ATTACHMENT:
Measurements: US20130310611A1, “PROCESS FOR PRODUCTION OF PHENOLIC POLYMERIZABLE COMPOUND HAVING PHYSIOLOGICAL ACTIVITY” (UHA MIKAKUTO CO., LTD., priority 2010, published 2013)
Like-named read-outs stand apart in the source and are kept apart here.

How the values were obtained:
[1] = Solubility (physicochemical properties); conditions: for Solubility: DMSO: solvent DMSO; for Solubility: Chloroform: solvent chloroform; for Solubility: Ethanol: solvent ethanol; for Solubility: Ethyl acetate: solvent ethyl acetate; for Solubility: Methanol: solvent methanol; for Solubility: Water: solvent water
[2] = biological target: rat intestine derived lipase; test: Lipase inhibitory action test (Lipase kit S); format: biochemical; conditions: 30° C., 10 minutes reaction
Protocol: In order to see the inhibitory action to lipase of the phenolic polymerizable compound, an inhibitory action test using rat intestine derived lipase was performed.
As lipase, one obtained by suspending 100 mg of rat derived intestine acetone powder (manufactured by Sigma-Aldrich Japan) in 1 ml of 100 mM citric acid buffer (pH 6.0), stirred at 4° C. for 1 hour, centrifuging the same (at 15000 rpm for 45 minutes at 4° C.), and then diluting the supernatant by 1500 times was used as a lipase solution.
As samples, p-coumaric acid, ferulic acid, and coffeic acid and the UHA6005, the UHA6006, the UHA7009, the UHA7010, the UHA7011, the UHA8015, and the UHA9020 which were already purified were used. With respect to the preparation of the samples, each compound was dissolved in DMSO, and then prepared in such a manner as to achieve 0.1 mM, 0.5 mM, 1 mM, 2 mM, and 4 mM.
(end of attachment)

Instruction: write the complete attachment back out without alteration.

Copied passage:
Measurements: US20130310611A1, “PROCESS FOR PRODUCTION OF PHENOLIC POLYMERIZABLE COMPOUND HAVING PHYSIOLOGICAL ACTIVITY” (UHA MIKAKUTO CO., LTD., priority 2010, published 2013)
Like-named read-outs stand apart in the source and are kept apart here.

How the values were obtained:
[1] = Solubility (physicochemical properties); conditions: for Solubility: DMSO: solvent DMSO; for Solubility: Chloroform: solvent chloroform; for Solubility: Ethanol: solvent ethanol; for Solubility: Ethyl acetate: solvent ethyl acetate; for Solubility: Methanol: solvent methanol; for Solubility: Water: solvent water
[2] = biological target: rat intestine derived lipase; test: Lipase inhibitory action test (Lipase kit S); format: biochemical; conditions: 30° C., 10 minutes reaction
Protocol: In order to see the inhibitory action to lipase of the phenolic polymerizable compound, an inhibitory action test using rat intestine derived lipase was performed.
As lipase, one obtained by suspending 100 mg of rat derived intestine acetone powder (manufactured by Sigma-Aldrich Japan) in 1 ml of 100 mM citric acid buffer (pH 6.0), stirred at 4° C. for 1 hour, centrifuging the same (at 15000 rpm for 45 minutes at 4° C.), and then diluting the supernatant by 1500 times was used as a lipase solution.
As samples, p-coumaric acid, ferulic acid, and coffeic acid and the UHA6005, the UHA6006, the UHA7009, the UHA7010, the UHA7011, the UHA8015, and the UHA9020 which were already purified were used. With respect to the preparation of the samples, each compound was dissolved in DMSO, and then prepared in such a manner as to achieve 0.1 mM, 0.5 mM, 1 mM, 2 mM, and 4 mM.